Juke Box Jury
|Juke Box Jury|
|Created by||Peter Potter|
|Presented by||David Jacobs (1959–67)
Noel Edmonds (1979)
Jools Holland (1989–90)
|Opening theme||"Hit and Miss" by John Barry|
|Original channel||BBC Television Service (1959–67)
|Original run||1 June 1959– 25 November 1990|
|Related shows||Jukebox Jury
Juke Box Jury was a music panel show which originally ran on the BBC Television Service from 1 June 1959 until 27 December 1967. The programme was based on the American show Jukebox Jury, itself an offshoot of a long-running radio series.
Throughout its run the series featured celebrity showbusiness guests on a rotating weekly panel judging the hit potential of recent releases. By 1962 the programme attracted 12 million viewers weekly on Saturday nights.
The concept was later revived by the BBC for one series in 1979 and a further two series in 1989/1990.
Juke Box Jury took a format where a guest panel reviewed new record releases in a 25-minute programme, extended to an hour for some Christmas shows. The format was drawn from that of the US TV series, Jukebox Jury. Host David Jacobs each week asked four celebrities (the 'Jurors') to judge newly released records on his jukebox (a Rock-Ola Tempo II) and forecast which would be declared a "hit" or a "miss" – the decision accompanied by either a bell for a 'hit' or a hooter for a 'miss'. A panel of three members of the audience voted as a tie-breaker if the guests' decision was deadlocked, by holding up a large circular disc with 'Hit' on one side and 'Miss' on the other. Most weeks the performers of one of the records would be hidden behind a screen and emerge to "surprise" the panel after they had given their verdict.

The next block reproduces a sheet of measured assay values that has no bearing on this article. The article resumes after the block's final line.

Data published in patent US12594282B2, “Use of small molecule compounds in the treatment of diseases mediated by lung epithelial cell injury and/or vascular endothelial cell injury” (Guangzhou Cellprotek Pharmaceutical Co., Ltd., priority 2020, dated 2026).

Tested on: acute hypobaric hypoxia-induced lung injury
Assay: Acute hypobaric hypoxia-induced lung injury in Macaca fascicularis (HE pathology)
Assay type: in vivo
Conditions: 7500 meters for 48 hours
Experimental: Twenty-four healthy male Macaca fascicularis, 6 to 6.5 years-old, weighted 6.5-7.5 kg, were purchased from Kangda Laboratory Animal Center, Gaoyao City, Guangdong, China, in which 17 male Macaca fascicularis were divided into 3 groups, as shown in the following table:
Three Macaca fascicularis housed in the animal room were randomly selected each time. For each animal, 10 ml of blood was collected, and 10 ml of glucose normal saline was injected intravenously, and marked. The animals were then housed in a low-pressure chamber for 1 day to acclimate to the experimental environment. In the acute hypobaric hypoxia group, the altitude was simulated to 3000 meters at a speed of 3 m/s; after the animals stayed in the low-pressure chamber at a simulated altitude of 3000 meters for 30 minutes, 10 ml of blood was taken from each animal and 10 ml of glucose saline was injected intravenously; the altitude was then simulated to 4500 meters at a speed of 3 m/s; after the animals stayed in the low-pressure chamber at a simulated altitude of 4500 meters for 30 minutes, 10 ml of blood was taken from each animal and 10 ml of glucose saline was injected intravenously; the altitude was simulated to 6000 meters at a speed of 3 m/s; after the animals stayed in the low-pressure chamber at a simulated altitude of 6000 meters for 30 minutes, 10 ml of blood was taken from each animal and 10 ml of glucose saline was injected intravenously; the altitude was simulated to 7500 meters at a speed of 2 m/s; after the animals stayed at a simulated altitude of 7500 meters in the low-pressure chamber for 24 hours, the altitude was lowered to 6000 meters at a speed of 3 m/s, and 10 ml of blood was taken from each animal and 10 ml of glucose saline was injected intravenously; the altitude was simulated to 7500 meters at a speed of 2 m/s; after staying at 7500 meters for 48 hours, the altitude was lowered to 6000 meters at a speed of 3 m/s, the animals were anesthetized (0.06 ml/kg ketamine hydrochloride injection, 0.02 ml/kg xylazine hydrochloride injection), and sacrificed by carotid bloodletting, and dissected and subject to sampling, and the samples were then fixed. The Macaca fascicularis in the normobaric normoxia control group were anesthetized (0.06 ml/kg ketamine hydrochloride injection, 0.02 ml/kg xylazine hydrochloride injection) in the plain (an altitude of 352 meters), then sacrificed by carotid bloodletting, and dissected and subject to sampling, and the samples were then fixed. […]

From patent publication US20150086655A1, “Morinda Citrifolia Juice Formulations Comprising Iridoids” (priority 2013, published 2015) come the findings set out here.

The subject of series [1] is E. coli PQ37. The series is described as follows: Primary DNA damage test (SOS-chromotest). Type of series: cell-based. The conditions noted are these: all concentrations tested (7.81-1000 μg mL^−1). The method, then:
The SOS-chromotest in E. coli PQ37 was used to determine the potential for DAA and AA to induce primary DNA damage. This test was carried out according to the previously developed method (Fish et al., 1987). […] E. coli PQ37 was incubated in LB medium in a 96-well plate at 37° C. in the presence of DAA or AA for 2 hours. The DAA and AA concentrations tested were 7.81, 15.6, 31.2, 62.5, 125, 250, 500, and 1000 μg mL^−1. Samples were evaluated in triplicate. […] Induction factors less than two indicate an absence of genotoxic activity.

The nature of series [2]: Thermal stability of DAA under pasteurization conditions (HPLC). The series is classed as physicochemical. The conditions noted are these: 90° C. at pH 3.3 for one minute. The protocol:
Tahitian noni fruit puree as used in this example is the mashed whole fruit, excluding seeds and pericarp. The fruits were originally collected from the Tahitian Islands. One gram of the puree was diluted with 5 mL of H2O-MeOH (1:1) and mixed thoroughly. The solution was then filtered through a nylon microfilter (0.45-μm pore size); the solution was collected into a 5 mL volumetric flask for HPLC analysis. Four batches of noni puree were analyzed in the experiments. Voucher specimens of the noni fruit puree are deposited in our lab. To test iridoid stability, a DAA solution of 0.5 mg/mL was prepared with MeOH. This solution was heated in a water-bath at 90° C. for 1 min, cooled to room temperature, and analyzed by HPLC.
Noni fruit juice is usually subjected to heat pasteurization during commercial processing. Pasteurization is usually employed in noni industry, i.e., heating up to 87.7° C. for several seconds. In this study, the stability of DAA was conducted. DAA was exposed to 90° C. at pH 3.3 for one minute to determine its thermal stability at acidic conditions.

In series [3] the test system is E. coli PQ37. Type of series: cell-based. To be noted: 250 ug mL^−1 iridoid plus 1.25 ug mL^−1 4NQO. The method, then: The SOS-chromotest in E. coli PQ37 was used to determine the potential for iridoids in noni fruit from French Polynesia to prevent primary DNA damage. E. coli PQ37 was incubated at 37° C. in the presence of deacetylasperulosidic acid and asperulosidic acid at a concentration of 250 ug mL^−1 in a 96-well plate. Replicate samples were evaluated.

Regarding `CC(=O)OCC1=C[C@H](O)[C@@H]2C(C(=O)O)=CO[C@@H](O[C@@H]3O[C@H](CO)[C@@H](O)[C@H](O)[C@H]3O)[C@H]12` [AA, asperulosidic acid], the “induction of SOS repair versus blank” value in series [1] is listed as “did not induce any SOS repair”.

The series was usually broadcast from the BBC TV Theatre, Shepherd's Bush Green, London. Each programme normally consisted of between seven and nine records. Those editions which were pre-recorded normally followed a live transmission, and broadcast in the regular slot.
Juke Box Jury was first broadcast on BBC Television on 1 June 1959. Originally on Monday evenings, the BBC show was moved to early Saturday evenings starting on 3 September 1959 due to its immediate popularity. The series was produced by Russell Turner.
The original panel consisted of Pete Murray, Alma Cogan, Gary Miller and Susan Stranks, who gave a 'teenager's view'. However, the panel of judges changed from week to week and mainly featured current stars from music, television and film. The panel normally comprised two male and two female guests, many of whom appeared more than once. Katie Boyle was a frequent Juror, as was Cilla Black, who appeared nine times. Among the diverse others from the world of entertainment who appeared were Thora Hird, Alfred Hitchcock, Spike Milligan, Lonnie Donegan, Johnny Mathis, Roy Orbison and David McCallum.